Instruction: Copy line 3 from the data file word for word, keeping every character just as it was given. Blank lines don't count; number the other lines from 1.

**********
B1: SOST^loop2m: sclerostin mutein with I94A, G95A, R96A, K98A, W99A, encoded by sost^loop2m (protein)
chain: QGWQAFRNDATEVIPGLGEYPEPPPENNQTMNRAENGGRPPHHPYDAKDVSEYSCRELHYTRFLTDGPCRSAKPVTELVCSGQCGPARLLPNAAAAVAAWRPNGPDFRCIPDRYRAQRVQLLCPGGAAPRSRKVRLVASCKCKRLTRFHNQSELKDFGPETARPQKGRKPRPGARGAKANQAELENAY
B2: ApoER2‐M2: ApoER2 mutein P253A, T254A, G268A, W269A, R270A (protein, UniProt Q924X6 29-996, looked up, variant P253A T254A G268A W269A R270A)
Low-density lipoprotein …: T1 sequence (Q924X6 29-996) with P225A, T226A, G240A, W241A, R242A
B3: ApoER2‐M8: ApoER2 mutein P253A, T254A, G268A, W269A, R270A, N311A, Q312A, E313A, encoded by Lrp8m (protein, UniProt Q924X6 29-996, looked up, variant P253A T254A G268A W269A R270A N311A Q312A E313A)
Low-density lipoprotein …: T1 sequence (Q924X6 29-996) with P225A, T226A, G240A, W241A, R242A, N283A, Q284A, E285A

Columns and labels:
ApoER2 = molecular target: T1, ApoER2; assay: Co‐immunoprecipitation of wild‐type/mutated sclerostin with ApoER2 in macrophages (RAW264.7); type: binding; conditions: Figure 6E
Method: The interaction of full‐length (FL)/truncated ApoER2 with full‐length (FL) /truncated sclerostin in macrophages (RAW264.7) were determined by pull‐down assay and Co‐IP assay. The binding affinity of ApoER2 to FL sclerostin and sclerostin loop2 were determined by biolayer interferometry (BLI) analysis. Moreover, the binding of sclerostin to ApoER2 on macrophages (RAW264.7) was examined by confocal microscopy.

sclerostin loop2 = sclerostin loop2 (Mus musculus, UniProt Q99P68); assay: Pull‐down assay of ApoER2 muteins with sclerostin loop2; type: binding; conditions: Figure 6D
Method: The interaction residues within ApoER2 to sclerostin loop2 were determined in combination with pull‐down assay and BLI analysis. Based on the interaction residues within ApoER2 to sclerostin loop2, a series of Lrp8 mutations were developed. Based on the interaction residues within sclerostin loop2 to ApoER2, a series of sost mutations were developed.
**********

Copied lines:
B2: ApoER2‐M2: ApoER2 mutein P253A, T254A, G268A, W269A, R270A (protein, UniProt Q924X6 29-996, looked up, variant P253A T254A G268A W269A R270A)